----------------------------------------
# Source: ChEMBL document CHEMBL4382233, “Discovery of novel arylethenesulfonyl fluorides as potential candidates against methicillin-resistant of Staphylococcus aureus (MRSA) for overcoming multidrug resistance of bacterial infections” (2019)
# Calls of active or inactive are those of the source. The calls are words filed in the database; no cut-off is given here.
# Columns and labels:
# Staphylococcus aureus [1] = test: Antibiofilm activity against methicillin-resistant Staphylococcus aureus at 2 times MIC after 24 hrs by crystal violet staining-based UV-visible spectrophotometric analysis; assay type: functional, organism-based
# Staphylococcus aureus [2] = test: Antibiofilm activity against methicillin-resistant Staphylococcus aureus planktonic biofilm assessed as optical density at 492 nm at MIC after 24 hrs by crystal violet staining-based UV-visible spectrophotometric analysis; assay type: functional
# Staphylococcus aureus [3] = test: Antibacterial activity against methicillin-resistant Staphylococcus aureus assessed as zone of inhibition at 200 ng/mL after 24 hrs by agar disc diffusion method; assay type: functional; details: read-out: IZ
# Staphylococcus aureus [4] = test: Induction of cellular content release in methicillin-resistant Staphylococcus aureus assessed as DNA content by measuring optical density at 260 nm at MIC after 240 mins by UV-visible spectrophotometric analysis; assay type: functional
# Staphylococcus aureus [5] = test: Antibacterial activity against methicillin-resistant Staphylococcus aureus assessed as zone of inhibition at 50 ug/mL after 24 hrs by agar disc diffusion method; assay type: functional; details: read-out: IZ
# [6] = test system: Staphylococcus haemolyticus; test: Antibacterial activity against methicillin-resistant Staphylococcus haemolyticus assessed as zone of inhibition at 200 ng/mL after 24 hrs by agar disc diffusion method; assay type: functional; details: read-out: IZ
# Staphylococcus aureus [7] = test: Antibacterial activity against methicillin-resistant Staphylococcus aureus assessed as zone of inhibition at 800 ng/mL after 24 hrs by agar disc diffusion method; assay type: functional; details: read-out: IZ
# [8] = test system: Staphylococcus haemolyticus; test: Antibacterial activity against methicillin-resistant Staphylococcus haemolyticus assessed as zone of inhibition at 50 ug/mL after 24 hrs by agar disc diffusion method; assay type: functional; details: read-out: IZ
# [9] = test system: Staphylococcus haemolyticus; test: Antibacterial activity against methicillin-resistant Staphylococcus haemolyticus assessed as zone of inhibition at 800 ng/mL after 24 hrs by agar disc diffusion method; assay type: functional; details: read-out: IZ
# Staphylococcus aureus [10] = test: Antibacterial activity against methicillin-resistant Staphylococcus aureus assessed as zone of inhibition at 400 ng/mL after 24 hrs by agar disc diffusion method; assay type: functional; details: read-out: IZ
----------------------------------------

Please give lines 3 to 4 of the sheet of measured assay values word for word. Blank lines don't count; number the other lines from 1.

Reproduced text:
# Columns and labels:
# Staphylococcus aureus [1] = test: Antibiofilm activity against methicillin-resistant Staphylococcus aureus at 2 times MIC after 24 hrs by crystal violet staining-based UV-visible spectrophotometric analysis; assay type: functional, organism-based